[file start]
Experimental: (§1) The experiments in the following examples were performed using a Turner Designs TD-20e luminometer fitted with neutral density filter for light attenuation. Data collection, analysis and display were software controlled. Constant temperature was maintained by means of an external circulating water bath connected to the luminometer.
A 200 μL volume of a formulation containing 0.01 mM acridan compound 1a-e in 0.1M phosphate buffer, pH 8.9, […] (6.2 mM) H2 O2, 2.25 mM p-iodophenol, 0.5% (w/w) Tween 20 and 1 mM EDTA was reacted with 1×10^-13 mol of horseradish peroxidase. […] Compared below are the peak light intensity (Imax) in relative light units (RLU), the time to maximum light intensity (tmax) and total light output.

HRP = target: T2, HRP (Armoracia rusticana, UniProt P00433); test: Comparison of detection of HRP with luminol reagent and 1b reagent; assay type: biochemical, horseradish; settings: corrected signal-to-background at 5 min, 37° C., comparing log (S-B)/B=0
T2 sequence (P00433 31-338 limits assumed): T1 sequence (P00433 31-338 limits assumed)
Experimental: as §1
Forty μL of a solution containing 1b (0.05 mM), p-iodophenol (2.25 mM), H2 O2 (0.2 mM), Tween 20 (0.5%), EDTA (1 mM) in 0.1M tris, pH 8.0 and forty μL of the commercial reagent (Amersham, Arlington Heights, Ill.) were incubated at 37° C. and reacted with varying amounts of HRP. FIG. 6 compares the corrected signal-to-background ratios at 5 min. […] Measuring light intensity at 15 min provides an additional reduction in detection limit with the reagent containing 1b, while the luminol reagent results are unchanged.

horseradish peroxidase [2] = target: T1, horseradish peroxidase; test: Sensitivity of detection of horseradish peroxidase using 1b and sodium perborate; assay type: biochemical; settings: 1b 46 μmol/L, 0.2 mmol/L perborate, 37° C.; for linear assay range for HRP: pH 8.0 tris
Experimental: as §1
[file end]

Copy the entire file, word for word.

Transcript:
Experimental: (§1) The experiments in the following examples were performed using a Turner Designs TD-20e luminometer fitted with neutral density filter for light attenuation. Data collection, analysis and display were software controlled. Constant temperature was maintained by means of an external circulating water bath connected to the luminometer.
A 200 μL volume of a formulation containing 0.01 mM acridan compound 1a-e in 0.1M phosphate buffer, pH 8.9, […] (6.2 mM) H2 O2, 2.25 mM p-iodophenol, 0.5% (w/w) Tween 20 and 1 mM EDTA was reacted with 1×10^-13 mol of horseradish peroxidase. […] Compared below are the peak light intensity (Imax) in relative light units (RLU), the time to maximum light intensity (tmax) and total light output.

HRP = target: T2, HRP (Armoracia rusticana, UniProt P00433); test: Comparison of detection of HRP with luminol reagent and 1b reagent; assay type: biochemical, horseradish; settings: corrected signal-to-background at 5 min, 37° C., comparing log (S-B)/B=0
T2 sequence (P00433 31-338 limits assumed): T1 sequence (P00433 31-338 limits assumed)
Experimental: as §1
Forty μL of a solution containing 1b (0.05 mM), p-iodophenol (2.25 mM), H2 O2 (0.2 mM), Tween 20 (0.5%), EDTA (1 mM) in 0.1M tris, pH 8.0 and forty μL of the commercial reagent (Amersham, Arlington Heights, Ill.) were incubated at 37° C. and reacted with varying amounts of HRP. FIG. 6 compares the corrected signal-to-background ratios at 5 min. […] Measuring light intensity at 15 min provides an additional reduction in detection limit with the reagent containing 1b, while the luminol reagent results are unchanged.

horseradish peroxidase [2] = target: T1, horseradish peroxidase; test: Sensitivity of detection of horseradish peroxidase using 1b and sodium perborate; assay type: biochemical; settings: 1b 46 μmol/L, 0.2 mmol/L perborate, 37° C.; for linear assay range for HRP: pH 8.0 tris
Experimental: as §1